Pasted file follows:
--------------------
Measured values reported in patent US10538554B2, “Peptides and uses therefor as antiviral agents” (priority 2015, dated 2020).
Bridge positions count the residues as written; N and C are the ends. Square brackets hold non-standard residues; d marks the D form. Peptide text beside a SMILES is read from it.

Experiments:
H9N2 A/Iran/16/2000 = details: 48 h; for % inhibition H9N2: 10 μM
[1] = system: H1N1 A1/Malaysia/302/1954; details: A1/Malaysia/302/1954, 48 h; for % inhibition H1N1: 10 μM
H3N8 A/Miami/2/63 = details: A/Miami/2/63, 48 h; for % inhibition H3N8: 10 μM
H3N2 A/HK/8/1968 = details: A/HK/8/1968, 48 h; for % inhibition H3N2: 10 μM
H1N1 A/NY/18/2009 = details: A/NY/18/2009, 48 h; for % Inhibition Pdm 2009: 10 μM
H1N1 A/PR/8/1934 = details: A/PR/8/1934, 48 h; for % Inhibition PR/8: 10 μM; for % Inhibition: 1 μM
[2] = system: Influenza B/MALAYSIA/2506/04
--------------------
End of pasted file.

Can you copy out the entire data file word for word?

Measured values reported in patent US10538554B2, “Peptides and uses therefor as antiviral agents” (priority 2015, dated 2020).
Bridge positions count the residues as written; N and C are the ends. Square brackets hold non-standard residues; d marks the D form. Peptide text beside a SMILES is read from it.

Experiments:
H9N2 A/Iran/16/2000 = details: 48 h; for % inhibition H9N2: 10 μM
[1] = system: H1N1 A1/Malaysia/302/1954; details: A1/Malaysia/302/1954, 48 h; for % inhibition H1N1: 10 μM
H3N8 A/Miami/2/63 = details: A/Miami/2/63, 48 h; for % inhibition H3N8: 10 μM
H3N2 A/HK/8/1968 = details: A/HK/8/1968, 48 h; for % inhibition H3N2: 10 μM
H1N1 A/NY/18/2009 = details: A/NY/18/2009, 48 h; for % Inhibition Pdm 2009: 10 μM
H1N1 A/PR/8/1934 = details: A/PR/8/1934, 48 h; for % Inhibition PR/8: 10 μM; for % Inhibition: 1 μM
[2] = system: Influenza B/MALAYSIA/2506/04